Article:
Sydney said she does not feel the burden of being the team’s leading scorer and was surprised at tallying so many points in the state-title game.

“Honestly, I didn’t realize that I had scored 33 points. I was taking shots that I practice, and they were in the rhythm of the offense,” she said. “I wouldn’t have been able to get open to score if it wasn’t for my teammates. We are all supposed to score within the framework of our offense—that’s what makes us dangerous. I am not the only shooter on this team—Logan and Tinsley have both had great shooting games, too. When my shots are not falling, someone else’s will be. So I wouldn’t say that I am burdened to score—everyone has stepped up in different games all year.”

She said she is “pretty used” to having her dad and mom coach her.

“They’ve coached me since fifth grade either in travel basketball or school basketball,” Sydney said. “They also separate being my coaches and parents. So while at practice or in a game, I don’t see them as my mom and dad. When I am at home, they are not my coaches—they are mom and dad. If they are mad at me for not doing laundry, they don’t make me run.”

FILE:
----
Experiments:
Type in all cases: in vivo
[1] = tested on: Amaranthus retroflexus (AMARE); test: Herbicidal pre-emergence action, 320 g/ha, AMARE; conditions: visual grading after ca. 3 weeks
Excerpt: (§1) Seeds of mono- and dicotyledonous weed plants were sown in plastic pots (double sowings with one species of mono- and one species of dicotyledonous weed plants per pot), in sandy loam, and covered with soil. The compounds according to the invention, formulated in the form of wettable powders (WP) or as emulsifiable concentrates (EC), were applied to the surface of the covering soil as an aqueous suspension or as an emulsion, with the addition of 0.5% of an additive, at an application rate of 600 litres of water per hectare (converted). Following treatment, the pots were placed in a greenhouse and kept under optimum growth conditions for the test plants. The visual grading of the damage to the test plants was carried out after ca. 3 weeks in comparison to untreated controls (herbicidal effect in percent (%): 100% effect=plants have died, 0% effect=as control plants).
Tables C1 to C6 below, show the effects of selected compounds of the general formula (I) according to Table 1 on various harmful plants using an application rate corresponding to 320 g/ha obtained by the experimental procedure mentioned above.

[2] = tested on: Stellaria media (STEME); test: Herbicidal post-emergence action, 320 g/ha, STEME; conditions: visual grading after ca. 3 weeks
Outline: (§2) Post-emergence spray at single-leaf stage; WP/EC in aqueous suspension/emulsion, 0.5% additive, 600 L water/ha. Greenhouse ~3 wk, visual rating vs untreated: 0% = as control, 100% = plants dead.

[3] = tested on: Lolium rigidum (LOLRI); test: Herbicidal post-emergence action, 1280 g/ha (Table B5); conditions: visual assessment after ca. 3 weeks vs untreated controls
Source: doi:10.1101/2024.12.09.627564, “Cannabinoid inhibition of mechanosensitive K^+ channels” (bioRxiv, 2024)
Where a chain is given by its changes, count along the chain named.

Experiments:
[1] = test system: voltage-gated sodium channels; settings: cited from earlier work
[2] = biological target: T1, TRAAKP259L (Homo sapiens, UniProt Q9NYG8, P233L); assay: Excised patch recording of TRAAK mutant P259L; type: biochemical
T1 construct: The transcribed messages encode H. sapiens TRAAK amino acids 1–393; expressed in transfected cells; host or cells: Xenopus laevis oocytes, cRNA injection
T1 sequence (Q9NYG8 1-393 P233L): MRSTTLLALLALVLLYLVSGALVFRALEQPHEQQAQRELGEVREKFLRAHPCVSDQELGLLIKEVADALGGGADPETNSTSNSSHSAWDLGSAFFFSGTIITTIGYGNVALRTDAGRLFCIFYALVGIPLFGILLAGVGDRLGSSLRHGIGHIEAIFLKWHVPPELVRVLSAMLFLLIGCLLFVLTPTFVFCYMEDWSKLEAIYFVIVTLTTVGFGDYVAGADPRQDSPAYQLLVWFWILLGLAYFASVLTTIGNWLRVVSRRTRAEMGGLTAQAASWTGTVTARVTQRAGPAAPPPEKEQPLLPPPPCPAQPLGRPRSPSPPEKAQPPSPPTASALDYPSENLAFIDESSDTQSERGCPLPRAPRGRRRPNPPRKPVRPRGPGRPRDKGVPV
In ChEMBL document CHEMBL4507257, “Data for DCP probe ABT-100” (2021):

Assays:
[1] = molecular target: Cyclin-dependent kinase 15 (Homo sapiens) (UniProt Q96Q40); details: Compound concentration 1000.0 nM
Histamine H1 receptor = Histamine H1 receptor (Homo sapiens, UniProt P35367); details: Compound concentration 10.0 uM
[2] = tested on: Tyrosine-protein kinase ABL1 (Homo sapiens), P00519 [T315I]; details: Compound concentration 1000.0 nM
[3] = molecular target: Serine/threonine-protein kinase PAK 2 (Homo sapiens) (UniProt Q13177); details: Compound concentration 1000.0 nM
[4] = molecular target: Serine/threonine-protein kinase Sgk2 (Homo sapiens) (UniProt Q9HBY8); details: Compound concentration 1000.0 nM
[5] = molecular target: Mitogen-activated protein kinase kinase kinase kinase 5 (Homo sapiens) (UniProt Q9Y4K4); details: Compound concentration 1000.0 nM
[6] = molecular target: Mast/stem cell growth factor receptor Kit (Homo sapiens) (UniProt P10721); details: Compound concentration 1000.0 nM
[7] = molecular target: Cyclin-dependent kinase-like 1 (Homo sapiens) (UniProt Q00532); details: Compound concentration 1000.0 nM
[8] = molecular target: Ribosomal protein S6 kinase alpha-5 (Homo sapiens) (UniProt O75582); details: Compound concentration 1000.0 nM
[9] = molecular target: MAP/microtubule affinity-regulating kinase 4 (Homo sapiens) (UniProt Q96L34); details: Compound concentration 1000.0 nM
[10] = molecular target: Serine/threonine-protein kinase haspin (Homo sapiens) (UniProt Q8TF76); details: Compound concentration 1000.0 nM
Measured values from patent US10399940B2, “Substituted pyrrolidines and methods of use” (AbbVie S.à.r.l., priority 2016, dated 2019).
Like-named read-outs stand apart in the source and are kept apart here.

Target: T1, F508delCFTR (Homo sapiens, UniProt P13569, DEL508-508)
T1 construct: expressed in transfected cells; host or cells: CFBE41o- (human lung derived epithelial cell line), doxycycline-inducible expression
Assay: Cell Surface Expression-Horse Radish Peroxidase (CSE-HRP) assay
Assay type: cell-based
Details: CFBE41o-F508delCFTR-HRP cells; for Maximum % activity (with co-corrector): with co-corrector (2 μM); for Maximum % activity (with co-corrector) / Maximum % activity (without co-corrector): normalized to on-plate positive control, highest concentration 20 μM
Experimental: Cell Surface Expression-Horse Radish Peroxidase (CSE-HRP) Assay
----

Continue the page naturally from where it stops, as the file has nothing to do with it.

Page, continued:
Most of KCHS’s losses came in the 2022 portion of its schedule. Low points were lopsided defeats home and away against Bradley Central, the latter coming right after the New Year. Before the calendar changed, though, the Lady Irish finished second in the prestigious Ladies Classic in Greeneville.

“[The state title] has been our goal all season, but we definitely got off to a slow start, and people doubted us,” Sydney said. “We knew that if we could get healthy that we had a shot at winning it all. The Ladies Classic in Greeneville was kind of our turning point. We went into that tournament saying it was the start of a new season for us. We came in second in that tournament and only lost like four games from that point to the championship.”

Sydney said she is “blessed to have several scholarship offers from colleges at this point.”